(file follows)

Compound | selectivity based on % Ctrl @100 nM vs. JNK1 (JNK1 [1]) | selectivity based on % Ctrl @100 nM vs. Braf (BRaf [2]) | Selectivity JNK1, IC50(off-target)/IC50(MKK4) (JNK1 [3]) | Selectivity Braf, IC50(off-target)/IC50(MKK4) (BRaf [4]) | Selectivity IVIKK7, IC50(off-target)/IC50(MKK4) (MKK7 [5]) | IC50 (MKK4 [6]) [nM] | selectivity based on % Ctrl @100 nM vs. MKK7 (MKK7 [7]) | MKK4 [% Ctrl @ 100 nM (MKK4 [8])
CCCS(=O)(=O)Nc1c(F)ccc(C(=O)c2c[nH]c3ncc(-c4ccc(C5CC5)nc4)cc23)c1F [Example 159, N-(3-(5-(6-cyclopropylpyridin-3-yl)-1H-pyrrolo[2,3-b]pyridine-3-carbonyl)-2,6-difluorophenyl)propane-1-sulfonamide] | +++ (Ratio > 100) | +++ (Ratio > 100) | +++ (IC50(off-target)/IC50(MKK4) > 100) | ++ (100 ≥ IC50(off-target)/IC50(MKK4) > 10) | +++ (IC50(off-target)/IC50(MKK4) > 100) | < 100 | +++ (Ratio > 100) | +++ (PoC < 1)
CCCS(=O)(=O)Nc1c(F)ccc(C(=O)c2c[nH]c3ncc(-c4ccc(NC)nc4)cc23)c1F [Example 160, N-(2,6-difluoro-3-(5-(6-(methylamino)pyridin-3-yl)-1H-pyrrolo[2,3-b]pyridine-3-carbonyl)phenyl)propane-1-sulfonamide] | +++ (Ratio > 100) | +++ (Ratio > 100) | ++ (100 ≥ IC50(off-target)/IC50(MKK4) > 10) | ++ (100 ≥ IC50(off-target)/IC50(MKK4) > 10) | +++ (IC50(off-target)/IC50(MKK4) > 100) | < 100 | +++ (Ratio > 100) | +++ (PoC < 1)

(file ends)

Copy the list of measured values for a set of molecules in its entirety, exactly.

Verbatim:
Compound | selectivity based on % Ctrl @100 nM vs. JNK1 (JNK1 [1]) | selectivity based on % Ctrl @100 nM vs. Braf (BRaf [2]) | Selectivity JNK1, IC50(off-target)/IC50(MKK4) (JNK1 [3]) | Selectivity Braf, IC50(off-target)/IC50(MKK4) (BRaf [4]) | Selectivity IVIKK7, IC50(off-target)/IC50(MKK4) (MKK7 [5]) | IC50 (MKK4 [6]) [nM] | selectivity based on % Ctrl @100 nM vs. MKK7 (MKK7 [7]) | MKK4 [% Ctrl @ 100 nM (MKK4 [8])
CCCS(=O)(=O)Nc1c(F)ccc(C(=O)c2c[nH]c3ncc(-c4ccc(C5CC5)nc4)cc23)c1F [Example 159, N-(3-(5-(6-cyclopropylpyridin-3-yl)-1H-pyrrolo[2,3-b]pyridine-3-carbonyl)-2,6-difluorophenyl)propane-1-sulfonamide] | +++ (Ratio > 100) | +++ (Ratio > 100) | +++ (IC50(off-target)/IC50(MKK4) > 100) | ++ (100 ≥ IC50(off-target)/IC50(MKK4) > 10) | +++ (IC50(off-target)/IC50(MKK4) > 100) | < 100 | +++ (Ratio > 100) | +++ (PoC < 1)
CCCS(=O)(=O)Nc1c(F)ccc(C(=O)c2c[nH]c3ncc(-c4ccc(NC)nc4)cc23)c1F [Example 160, N-(2,6-difluoro-3-(5-(6-(methylamino)pyridin-3-yl)-1H-pyrrolo[2,3-b]pyridine-3-carbonyl)phenyl)propane-1-sulfonamide] | +++ (Ratio > 100) | +++ (Ratio > 100) | ++ (100 ≥ IC50(off-target)/IC50(MKK4) > 10) | ++ (100 ≥ IC50(off-target)/IC50(MKK4) > 10) | +++ (IC50(off-target)/IC50(MKK4) > 100) | < 100 | +++ (Ratio > 100) | +++ (PoC < 1)